Posted on Friday, January 22nd, 2016 by Peter Klenk

My Dad passed away this month. When he died, I found out that I was still on his Delaware County apartment lease as a cosigner. The lease was signed in 2011. I had moved out in 2013, letting the management company know that I wanted off the lease. When I asked if the management company had anything for me to sign, they replied ‘no’. When I had moved out, my Dad had let his brother, his son and his grandson move in. They are still there and the landlord’s been asking them for money for each day they are there past the end of last month. When my Dad died, I just thought I would be morally obligated to remove my Dad’s property and clean. Instead, I am getting a feeling that the landlord wants to hold me responsible for damages, utilities, and possible future rent. My Dad had nothing and I am a stay at home mom of special needs children.

You have mentioned a number of potential issues. First, the only person who has the authority to act for your dad after he has died is the executor of his estate (if he had a will) or the administrator of his estate (if he had no will). It sounds like your dad or his estate owes the landlord some money. If your dad had any money in his account or if his assets could be sold to pay the bill, that could reduce your own personal exposure in this case. If so, think about opening his estate and using that money to pay the bill and to settle any dispute with the landlord. Read more »



Posted on Thursday, January 21st, 2016 by Peter Klenk

From our “Ask a Question” mailbag: My mother has Alzheimer’s, so we have sold her house and moved her into my house where my wife and I care for her. My brother is emotionally supportive, but he lives in California so he does not help out with her day-to-day care or decisions dealing with her health or assets. Though she is cooperative, the Alzheimer’s makes caring for her a near full-time job and we have spent a great deal of money on alterations to the house. Can I be reimbursed from her estate for these expenses?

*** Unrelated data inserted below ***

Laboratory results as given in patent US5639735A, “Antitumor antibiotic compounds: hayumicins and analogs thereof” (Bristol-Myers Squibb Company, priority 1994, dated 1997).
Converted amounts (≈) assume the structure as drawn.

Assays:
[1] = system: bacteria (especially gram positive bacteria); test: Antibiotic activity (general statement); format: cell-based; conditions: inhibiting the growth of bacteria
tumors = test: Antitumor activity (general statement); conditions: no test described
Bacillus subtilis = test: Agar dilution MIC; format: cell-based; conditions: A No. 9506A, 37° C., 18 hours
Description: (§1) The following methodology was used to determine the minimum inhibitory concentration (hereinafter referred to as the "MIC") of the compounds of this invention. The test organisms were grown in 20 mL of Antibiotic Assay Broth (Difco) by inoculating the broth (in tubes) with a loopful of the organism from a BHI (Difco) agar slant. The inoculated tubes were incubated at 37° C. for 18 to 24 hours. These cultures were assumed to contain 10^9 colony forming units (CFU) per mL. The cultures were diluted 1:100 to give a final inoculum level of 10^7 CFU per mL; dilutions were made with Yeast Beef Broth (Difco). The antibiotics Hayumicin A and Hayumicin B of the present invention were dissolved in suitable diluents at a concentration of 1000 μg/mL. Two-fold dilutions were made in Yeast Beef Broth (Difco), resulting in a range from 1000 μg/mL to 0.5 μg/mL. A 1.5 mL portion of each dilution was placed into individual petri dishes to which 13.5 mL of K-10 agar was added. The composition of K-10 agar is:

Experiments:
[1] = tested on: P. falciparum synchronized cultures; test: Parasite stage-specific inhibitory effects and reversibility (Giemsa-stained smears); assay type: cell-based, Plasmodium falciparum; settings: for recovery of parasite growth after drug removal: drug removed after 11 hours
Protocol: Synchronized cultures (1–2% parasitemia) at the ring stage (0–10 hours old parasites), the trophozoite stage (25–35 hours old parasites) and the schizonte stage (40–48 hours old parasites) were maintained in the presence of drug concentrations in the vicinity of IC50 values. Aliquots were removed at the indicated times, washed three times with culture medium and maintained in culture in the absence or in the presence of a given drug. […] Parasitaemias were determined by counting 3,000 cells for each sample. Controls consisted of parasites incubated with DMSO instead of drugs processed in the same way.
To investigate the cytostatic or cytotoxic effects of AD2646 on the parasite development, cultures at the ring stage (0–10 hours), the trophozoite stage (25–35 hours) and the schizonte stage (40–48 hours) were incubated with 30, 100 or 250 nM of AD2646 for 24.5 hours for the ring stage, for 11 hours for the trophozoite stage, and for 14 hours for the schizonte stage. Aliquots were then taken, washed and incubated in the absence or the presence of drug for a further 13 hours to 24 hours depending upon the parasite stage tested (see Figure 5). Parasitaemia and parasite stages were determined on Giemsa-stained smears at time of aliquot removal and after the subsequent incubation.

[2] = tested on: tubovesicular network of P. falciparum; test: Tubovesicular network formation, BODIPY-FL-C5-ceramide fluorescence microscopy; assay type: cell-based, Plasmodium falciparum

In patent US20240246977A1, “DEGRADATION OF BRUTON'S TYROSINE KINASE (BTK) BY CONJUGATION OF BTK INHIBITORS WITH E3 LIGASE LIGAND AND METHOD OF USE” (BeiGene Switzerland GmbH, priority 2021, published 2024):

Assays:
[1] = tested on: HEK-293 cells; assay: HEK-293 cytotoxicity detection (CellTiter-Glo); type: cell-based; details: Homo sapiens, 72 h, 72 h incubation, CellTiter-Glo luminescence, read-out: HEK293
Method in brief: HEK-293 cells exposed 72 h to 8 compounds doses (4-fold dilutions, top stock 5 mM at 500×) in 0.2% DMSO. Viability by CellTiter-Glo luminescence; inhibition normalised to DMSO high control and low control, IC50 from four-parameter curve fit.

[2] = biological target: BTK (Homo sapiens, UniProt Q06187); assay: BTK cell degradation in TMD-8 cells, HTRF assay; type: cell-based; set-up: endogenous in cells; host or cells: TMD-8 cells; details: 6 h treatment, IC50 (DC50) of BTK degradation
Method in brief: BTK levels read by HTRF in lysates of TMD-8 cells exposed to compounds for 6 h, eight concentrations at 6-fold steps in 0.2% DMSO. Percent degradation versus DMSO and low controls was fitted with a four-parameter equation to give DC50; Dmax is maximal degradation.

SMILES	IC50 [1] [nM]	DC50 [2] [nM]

By saying that “we have sold her house” would indicate that either yourself or your brother and you have a Durable Power of Attorney from your mother. If she has not yet signed one but is still competent, she should certainly sign one immediately. Alzheimer’s comes on gradually, so if she has not yet diminished too far she can still sign a power of attorney. Read more »



Posted on Monday, January 18th, 2016 by Peter Klenk

From our “Ask a Question” mailbag: Though always independent, I recently have been diagnosed with a terminal illness and had to move into my daughter’s Delaware County house. I can’t do much for myself anymore and have to rely on my daughter. She is spending a great deal of her time caring for me and she has had to pay for several things out of her own pocket. I want to treat my children equally, but my two sons are very busy and are not able to help, so the work falls all on my daughter. I feel that I need to repay her for all this work at my death, what can I do?

This situation is coming up more and more often, and it certainly can end up causing bad feelings, conflict and even litigation between siblings. The best option is to make a decision now, while you are still able to explain yourself clearly, and put the decision in writing. One option is to give your daughter a larger share in your Will. Your Estate Planning Attorney can work with you to clearly spell out the amount that you wish to leave her and can be the witness after your death to disprove any suspicion that your daughter exercised undue influence on you to make the change. Read more »